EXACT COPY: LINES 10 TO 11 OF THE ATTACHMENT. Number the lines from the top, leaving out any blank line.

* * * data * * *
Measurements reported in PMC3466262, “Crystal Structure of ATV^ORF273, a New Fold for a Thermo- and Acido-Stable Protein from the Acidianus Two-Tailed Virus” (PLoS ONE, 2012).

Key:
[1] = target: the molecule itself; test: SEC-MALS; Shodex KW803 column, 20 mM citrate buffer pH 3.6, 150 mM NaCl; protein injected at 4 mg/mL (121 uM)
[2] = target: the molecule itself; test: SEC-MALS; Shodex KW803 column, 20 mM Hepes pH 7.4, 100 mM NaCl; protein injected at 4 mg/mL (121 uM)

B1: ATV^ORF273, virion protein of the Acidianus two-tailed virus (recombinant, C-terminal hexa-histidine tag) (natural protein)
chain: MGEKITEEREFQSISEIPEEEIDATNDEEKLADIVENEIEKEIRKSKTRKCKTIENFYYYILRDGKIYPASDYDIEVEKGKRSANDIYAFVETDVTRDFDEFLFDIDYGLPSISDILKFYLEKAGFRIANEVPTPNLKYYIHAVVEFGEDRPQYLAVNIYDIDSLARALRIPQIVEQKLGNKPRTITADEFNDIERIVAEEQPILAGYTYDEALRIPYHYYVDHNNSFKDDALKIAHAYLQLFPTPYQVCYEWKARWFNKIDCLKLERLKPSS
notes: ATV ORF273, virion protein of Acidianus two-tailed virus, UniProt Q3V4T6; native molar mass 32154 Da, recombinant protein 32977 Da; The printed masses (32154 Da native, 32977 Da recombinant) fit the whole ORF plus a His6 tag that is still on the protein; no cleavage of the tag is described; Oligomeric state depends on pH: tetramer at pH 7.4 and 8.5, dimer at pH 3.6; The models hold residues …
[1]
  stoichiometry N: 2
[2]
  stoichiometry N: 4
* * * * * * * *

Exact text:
[2]
  stoichiometry N: 4